As a candle is extinguished, reignited, and reextinguished, the secondary well may form when the wick is prematurely extinguished before the entire base of the primary well is heated to a molten state. In a similar fashion, tertiary, quaternary, etc., wells may form. In most applications, the measurement of the proper wick length is to be taken from the datum that is the base formed by the hardened wax at the bottom of the primary well, not from the base of the secondary, tertiary, and other wells. After proper trimming and capture of the waste wick and debris, the candle should be allowed to burn for a period of time whereby a molten pool of wax form around the wick that has a diameter substantially equal to that of the primary well described hereinabove.
In the most common applications where a device according to the present invention is needed, wick burning devices such as candles are not used in the most ideal manner that provides for optimum performance. For example, when the flame of the burning candle is extinguished, and the molten wax pool at the bottom of the primary well is allowed to cool, then the primary well develops a single floor or base of hardened wax. Ideally, in the use of candles, the wick is allowed to burn for a period of time that allows the entire base of the primary well to be heated into a molten state so that only a single base develops. In this case, for purposes of maintaining an ideal burn rate of wick burning lamps, the wick should be maintained to have a length of preferably between about 0.15 to about 0.50 inches, and more preferably approximately 0.25 inches, when measured from the hard wax floor of the primary well to the tip of the wick.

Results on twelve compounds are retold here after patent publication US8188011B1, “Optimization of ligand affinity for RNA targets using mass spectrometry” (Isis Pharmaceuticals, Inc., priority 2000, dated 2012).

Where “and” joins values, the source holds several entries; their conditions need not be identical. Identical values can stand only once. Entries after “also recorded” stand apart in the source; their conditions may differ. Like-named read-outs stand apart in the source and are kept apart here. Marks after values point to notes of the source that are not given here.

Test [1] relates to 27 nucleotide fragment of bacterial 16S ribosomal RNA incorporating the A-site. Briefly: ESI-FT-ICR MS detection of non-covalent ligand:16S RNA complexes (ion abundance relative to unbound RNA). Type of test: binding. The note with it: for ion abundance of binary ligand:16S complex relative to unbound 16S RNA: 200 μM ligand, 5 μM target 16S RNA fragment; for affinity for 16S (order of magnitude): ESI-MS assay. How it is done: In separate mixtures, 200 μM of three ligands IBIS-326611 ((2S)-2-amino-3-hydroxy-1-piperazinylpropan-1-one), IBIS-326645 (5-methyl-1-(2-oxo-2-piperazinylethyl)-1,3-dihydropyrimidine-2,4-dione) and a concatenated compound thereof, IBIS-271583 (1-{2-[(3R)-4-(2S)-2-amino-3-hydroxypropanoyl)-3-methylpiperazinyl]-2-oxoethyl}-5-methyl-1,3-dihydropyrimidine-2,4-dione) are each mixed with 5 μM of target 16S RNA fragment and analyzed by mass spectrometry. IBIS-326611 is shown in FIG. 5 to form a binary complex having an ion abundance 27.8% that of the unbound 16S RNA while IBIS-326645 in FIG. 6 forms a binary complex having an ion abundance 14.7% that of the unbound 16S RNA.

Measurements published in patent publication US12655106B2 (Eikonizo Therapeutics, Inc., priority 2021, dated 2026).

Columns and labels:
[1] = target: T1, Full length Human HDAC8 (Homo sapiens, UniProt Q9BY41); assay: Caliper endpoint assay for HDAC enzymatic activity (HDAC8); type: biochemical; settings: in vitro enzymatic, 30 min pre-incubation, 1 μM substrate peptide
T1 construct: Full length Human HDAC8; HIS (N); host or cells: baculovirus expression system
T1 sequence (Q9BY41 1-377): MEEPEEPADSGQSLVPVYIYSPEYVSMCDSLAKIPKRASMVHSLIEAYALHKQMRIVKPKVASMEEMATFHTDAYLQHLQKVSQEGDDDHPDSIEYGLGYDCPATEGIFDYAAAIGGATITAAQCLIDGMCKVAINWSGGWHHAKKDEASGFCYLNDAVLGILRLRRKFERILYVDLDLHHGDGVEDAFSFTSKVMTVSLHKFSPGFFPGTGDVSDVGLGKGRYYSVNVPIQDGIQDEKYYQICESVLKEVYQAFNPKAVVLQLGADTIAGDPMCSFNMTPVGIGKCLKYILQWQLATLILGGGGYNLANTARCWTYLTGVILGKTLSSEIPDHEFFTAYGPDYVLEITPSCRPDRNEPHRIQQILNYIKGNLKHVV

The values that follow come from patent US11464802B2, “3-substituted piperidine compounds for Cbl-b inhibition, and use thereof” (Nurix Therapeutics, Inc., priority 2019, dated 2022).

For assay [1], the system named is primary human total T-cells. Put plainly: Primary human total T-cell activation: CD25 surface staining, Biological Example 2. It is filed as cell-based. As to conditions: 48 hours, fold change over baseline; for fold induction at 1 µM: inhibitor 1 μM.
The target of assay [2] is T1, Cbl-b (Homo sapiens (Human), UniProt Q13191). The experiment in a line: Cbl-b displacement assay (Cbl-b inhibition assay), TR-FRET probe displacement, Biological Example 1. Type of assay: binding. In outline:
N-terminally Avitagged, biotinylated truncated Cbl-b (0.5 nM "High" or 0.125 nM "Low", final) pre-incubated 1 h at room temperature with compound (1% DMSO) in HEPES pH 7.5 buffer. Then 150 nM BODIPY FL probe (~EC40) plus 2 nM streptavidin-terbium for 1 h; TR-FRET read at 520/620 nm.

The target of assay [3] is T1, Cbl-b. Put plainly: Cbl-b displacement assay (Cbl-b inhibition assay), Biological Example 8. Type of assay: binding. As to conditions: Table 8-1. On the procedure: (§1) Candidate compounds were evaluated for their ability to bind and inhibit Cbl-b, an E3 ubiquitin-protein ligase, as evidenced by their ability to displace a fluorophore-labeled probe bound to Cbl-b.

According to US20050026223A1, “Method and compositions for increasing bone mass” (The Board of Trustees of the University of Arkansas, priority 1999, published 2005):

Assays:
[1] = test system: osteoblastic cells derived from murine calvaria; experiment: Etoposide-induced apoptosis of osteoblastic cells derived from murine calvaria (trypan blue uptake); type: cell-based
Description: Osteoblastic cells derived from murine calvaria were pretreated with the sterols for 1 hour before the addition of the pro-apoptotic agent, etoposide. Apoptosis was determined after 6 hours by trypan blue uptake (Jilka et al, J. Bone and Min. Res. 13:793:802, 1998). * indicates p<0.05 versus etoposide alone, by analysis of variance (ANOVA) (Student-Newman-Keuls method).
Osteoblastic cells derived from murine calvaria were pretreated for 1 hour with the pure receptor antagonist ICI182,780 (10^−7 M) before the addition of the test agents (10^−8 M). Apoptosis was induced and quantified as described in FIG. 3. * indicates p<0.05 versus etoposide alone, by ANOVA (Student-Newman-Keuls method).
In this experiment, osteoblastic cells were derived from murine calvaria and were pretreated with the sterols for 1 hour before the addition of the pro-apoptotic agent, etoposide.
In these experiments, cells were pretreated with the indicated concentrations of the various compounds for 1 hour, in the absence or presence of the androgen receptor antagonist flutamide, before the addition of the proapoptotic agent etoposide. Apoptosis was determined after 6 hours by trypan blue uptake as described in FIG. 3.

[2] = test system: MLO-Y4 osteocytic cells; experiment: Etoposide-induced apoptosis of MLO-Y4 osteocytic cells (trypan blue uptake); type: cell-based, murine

The most optimum length of the wick is determined on a case-by-case basis and depends upon many factors, which include, for example and without limitation, the type and grade of wax used in the candle, the diameter or cross-sectional dimensions of the candle, the diameter of the wick and the type of material used therefor, and the location of the wick or multiple wicks with respect to the cross-sectional dimensions of the candle.
In most typical applications, it is assumed that use is made of the most commonly available wick and paraffin materials in candles, and wicks in other types of wick burning lamp devices. Such devices are also presumed to incorporate a wick diameter or cross-sectional thickness of between about 1/16th to about 3/8ths of an inch. In these types of devices, experiences have established that an optimum burnable wick length is preferably between about 0.15 to about 0.50 inches, and more preferably to be about 0.25 inches. Preferably, this dimension is measured from the tip of the wick to the base that separates the burning wick from the non-burning wick portion, which for candles is below the surface of the molten or hardened wax base of the primary well.
In general, with reference now to the various figures and specifically to FIGS. 1, 2, 3A and 3B, the present invention is directed to device wick trimmer and capture device 100 that is configured to trim the wick(s) of a wick burning device, such as an oil or wax burning lamp, a chimney-type candle sconce, and various diameter candles that, over time, form wells wherein the wick burns down and becomes difficult to reach and trim. More specifically, the invention 100 is directed to a wick trimmer and capture device 100 for trimming, to a predetermined length, a wick of a candle formed with a primary and/or a secondary wick well. The device 100 incorporates an elongated, actuatable handle assembly 120 that has a grip assembly 140 at a proximate end 150, which are operable in a direction generally denoted by the labeled by reference letter “A”, and first and second prongs 170, 180, respectively at a distal end 190. A trim and capture assembly 195 includes gauging anvil 200 projects distally from the first prong 170 and is formed with a well edge 220 and a secondary well-spanning lateral dimension, generally denoted by the reference letter “w”. The gauging anvil 200 may be slidably or fixedly attached to the first prong 170 with any number of suitable means, including welding, and the adjustment mechanisms described below.